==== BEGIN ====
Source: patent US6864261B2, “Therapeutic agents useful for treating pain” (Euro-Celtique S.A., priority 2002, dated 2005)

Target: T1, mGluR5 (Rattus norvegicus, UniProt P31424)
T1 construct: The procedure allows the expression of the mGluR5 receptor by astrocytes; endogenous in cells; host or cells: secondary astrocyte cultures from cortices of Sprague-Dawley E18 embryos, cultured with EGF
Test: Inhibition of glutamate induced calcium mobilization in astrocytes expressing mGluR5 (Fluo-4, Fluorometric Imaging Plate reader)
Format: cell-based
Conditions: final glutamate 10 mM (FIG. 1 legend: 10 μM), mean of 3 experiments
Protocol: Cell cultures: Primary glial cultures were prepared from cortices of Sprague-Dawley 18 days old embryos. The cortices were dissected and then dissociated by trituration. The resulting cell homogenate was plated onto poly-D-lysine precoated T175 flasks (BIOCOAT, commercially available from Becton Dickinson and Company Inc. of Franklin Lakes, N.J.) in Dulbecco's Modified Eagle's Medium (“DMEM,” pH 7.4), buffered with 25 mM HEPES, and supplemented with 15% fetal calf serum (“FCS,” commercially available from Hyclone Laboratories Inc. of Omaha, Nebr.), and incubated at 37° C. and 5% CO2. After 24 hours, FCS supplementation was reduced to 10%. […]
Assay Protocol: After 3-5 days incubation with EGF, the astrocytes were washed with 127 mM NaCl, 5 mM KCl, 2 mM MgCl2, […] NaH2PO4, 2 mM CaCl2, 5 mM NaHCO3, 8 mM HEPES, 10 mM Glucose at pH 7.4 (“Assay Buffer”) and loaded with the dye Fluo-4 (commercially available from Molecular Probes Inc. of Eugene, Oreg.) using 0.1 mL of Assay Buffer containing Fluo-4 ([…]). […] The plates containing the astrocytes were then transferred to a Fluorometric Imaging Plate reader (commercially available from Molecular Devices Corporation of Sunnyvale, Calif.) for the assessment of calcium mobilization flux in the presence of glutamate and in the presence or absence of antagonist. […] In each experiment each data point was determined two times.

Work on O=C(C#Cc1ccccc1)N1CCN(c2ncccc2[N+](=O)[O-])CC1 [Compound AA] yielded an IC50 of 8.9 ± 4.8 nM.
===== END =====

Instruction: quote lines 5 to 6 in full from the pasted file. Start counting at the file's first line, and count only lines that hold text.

Format: cell-based
Conditions: final glutamate 10 mM (FIG. 1 legend: 10 μM), mean of 3 experiments